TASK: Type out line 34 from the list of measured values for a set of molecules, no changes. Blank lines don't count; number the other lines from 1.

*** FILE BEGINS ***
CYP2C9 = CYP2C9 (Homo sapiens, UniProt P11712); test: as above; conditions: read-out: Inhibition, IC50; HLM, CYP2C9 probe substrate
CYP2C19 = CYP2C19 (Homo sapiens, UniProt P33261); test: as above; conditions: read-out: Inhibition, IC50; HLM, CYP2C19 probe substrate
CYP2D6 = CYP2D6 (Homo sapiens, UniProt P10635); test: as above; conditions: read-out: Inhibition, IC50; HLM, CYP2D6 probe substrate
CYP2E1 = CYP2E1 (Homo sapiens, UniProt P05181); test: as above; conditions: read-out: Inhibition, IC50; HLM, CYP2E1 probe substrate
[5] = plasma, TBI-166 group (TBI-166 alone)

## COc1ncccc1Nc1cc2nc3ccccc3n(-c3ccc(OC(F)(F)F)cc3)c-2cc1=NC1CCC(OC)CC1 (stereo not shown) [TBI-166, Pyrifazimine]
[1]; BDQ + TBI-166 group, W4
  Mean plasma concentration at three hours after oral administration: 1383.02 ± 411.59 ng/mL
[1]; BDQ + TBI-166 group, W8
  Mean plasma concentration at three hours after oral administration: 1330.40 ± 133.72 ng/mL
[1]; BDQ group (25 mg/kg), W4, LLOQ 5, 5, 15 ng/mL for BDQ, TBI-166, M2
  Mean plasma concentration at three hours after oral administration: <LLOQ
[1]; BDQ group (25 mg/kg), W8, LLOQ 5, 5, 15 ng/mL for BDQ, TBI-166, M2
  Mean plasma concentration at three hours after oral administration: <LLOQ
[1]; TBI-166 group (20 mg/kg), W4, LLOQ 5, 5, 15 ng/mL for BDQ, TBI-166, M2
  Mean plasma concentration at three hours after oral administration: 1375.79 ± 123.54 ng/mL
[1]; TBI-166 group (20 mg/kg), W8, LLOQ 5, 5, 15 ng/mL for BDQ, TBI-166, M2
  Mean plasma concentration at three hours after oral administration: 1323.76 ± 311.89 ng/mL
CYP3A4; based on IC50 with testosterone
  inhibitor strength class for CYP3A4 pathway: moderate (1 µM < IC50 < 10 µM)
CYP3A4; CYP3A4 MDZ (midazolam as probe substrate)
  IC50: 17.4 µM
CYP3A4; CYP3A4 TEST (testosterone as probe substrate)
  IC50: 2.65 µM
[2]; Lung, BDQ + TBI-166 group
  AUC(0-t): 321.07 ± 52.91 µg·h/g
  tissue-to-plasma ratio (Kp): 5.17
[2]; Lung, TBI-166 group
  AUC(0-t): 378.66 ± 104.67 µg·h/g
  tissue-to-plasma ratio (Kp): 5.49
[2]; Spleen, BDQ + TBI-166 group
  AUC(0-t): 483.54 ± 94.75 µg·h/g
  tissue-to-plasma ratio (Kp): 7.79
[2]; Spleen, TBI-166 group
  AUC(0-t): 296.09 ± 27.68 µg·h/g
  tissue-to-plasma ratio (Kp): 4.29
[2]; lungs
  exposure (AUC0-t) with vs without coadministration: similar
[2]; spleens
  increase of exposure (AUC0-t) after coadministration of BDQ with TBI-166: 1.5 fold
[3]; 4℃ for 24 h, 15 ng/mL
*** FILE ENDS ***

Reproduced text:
[2]; Spleen, TBI-166 group